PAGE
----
Last edited by cachmann; 04-07-2006 at 08:05 PM.

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    Seltzer27e....

    I agree with much of what was said...read the books. By the way one of thebest for understanding nozzles and hose and lfows in a book called "Firestream Mangaement" by Dave Fornell.

    But I also agree with latch onto the best pump operator on your FD and learn from him.

    Determine your FD's hose sizes and flows required and make yourself a cheat sheet.

    Good luck,

    FyredUp

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    Seltzer27e & PENNDEL:

    Was your instructor an older man with the initials TR??

    We had some of our new drivers go through a pump class at the Berks school and that gentleman came here with basically the same results. When I asked why they didn't get friction loss I was told that they had to come back to Pump 2. Sounded to me like he just wanted to set up another class to teach and get paid for.

    Back to the original question: Practice, Practice, Practice. I read the IFSTA manual in order to take the Pumper/Operator Certification and found there was more info in there than you really need. They have one chapter on placing apparatus which is not really your responsiblity but rather for an officer to decide. If you are the first apparatus on the scene with no officer you have to worry about where you should go but do you really need to know where to park the ambulance?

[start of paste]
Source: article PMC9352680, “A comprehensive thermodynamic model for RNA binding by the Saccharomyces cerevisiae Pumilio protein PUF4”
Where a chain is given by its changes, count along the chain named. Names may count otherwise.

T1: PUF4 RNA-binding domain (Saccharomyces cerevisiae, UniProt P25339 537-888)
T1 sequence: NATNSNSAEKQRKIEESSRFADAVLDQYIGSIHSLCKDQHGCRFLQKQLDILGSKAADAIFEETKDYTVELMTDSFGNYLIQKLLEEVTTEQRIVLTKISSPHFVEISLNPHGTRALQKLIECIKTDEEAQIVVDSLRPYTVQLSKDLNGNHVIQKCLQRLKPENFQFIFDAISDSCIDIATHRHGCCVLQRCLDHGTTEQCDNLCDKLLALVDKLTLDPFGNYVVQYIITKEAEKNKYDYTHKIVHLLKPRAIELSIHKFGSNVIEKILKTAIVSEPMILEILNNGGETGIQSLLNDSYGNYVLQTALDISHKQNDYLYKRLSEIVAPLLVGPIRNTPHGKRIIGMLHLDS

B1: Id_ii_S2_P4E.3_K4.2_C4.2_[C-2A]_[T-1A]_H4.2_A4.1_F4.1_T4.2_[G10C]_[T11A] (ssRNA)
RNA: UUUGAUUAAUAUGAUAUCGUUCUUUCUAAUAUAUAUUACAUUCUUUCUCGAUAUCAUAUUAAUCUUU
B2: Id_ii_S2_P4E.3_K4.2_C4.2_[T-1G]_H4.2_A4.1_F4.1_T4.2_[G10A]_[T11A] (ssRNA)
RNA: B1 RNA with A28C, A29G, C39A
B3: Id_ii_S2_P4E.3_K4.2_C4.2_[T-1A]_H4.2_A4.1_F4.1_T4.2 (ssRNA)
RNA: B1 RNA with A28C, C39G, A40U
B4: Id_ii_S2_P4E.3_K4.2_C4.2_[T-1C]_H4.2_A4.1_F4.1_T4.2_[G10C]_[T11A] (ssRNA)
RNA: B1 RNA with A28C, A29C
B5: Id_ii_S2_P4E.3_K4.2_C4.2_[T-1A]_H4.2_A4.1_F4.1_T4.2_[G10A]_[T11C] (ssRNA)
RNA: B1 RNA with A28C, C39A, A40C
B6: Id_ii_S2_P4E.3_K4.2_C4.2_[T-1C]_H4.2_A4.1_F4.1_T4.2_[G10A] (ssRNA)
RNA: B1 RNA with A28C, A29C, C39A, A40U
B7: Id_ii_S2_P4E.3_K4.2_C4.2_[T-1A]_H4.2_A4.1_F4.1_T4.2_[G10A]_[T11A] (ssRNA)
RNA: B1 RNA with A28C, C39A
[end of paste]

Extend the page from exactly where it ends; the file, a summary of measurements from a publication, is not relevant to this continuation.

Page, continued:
Good luck.
    Steve Dragon
    FFII, Fire Instructor II, Fire Officer I, Fire Appartus Driver Operator Certified
    Volunteers are never "off duty".
    http://www.bufd7.org

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    I agree totally with these posts...find a good pump operator in your department and practice practice practice with him....he can show you the little cheats. Every truck is the same, but different....he can teach you the little quirks about specific trucks.

    I learned in house by doing....then i took the class....I definetly learned alot in class, but it was easier for me to pick up on stuff in class, being able to relate or apply them in my mind.

    As far as flows...i carry two little laminated cards. One has GPM of smooth bore tips, and the other has friction losses. Both cards come from Hale Pumps...and were given to my by my PUMPS I instructor.

    I cant tell you enough though, practice. Know your controlls...especially if you have an electronic engine control governor. When the S*** hits the fan, knowing your controls will help alot for you to be calm - smooth.

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    The instructor's initials are JG past chief of rosyln mont. co.

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    Quote Originally Posted by PENNDEL
    The instructor's initials are JG past chief of rosyln mont. co.
    Not who I was thinking of but obviously the same problem with the county'f program. The other instructor brought that to Berks.
    Steve Dragon
    FFII, Fire Instructor II, Fire Officer I, Fire Appartus Driver Operator Certified
    Volunteers are never "off duty".
    http://www.bufd7.org